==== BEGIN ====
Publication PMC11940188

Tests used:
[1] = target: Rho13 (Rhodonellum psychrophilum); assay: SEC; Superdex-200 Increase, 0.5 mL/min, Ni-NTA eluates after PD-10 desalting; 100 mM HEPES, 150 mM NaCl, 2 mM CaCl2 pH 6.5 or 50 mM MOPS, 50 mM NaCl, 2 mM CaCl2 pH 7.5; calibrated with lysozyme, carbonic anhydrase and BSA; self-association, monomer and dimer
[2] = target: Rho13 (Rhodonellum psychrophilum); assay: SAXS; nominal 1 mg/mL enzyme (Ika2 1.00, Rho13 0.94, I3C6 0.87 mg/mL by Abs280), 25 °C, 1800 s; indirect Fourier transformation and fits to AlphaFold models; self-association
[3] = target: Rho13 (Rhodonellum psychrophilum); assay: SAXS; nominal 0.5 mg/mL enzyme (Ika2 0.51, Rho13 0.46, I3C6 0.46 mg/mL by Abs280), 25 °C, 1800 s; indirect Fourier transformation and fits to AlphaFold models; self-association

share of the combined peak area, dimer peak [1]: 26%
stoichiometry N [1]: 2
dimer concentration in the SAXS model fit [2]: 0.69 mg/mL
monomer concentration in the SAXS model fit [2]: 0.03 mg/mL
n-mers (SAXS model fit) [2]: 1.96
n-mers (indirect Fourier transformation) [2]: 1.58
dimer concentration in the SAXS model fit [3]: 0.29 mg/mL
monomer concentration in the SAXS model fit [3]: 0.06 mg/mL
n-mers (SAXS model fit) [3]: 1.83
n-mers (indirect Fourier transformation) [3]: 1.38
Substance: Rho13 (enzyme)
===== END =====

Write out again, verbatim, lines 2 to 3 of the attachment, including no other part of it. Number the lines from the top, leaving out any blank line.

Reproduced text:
Tests used:
[1] = target: Rho13 (Rhodonellum psychrophilum); assay: SEC; Superdex-200 Increase, 0.5 mL/min, Ni-NTA eluates after PD-10 desalting; 100 mM HEPES, 150 mM NaCl, 2 mM CaCl2 pH 6.5 or 50 mM MOPS, 50 mM NaCl, 2 mM CaCl2 pH 7.5; calibrated with lysozyme, carbonic anhydrase and BSA; self-association, monomer and dimer